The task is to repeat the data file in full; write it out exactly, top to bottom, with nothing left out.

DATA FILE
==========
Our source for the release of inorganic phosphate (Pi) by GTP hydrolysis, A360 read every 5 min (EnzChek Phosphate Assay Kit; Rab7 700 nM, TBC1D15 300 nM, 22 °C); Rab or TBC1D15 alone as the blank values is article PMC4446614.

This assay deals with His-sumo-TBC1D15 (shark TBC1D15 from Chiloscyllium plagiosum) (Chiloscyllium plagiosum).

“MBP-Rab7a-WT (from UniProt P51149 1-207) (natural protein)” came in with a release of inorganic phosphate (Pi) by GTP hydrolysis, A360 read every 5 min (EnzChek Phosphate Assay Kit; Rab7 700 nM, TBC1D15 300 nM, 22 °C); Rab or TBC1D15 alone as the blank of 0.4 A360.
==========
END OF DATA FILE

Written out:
Our source for the release of inorganic phosphate (Pi) by GTP hydrolysis, A360 read every 5 min (EnzChek Phosphate Assay Kit; Rab7 700 nM, TBC1D15 300 nM, 22 °C); Rab or TBC1D15 alone as the blank values is article PMC4446614.

This assay deals with His-sumo-TBC1D15 (shark TBC1D15 from Chiloscyllium plagiosum) (Chiloscyllium plagiosum).

“MBP-Rab7a-WT (from UniProt P51149 1-207) (natural protein)” came in with a release of inorganic phosphate (Pi) by GTP hydrolysis, A360 read every 5 min (EnzChek Phosphate Assay Kit; Rab7 700 nM, TBC1D15 300 nM, 22 °C); Rab or TBC1D15 alone as the blank of 0.4 A360.